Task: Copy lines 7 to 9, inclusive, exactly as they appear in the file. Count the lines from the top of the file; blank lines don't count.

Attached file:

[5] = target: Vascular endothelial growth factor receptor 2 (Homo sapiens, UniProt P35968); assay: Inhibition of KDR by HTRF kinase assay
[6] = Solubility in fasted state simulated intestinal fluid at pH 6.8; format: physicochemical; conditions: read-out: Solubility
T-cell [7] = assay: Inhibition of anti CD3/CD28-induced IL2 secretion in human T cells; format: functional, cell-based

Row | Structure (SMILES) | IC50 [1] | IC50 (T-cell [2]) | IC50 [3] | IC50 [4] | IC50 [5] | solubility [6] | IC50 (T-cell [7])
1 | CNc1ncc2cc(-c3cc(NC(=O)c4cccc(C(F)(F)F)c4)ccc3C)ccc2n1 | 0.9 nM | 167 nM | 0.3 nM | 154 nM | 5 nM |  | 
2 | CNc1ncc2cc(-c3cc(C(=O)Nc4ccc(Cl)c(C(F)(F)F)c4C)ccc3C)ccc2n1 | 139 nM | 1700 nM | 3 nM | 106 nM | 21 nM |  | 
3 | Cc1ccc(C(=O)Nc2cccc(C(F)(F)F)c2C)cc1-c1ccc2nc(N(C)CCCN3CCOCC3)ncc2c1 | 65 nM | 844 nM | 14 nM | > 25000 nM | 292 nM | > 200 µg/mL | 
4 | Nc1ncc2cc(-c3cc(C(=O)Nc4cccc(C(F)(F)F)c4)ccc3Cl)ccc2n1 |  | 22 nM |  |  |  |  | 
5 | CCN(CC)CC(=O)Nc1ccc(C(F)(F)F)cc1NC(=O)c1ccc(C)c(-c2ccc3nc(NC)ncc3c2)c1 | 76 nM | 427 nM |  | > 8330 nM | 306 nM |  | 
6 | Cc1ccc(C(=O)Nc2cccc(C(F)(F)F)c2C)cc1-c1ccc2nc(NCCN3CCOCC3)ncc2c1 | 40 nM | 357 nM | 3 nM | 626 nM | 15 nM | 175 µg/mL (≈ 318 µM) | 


3 | Cc1ccc(C(=O)Nc2cccc(C(F)(F)F)c2C)cc1-c1ccc2nc(N(C)CCCN3CCOCC3)ncc2c1 | 65 nM | 844 nM | 14 nM | > 25000 nM | 292 nM | > 200 µg/mL | 
4 | Nc1ncc2cc(-c3cc(C(=O)Nc4cccc(C(F)(F)F)c4)ccc3Cl)ccc2n1 |  | 22 nM |  |  |  |  | 
5 | CCN(CC)CC(=O)Nc1ccc(C(F)(F)F)cc1NC(=O)c1ccc(C)c(-c2ccc3nc(NC)ncc3c2)c1 | 76 nM | 427 nM |  | > 8330 nM | 306 nM |  | 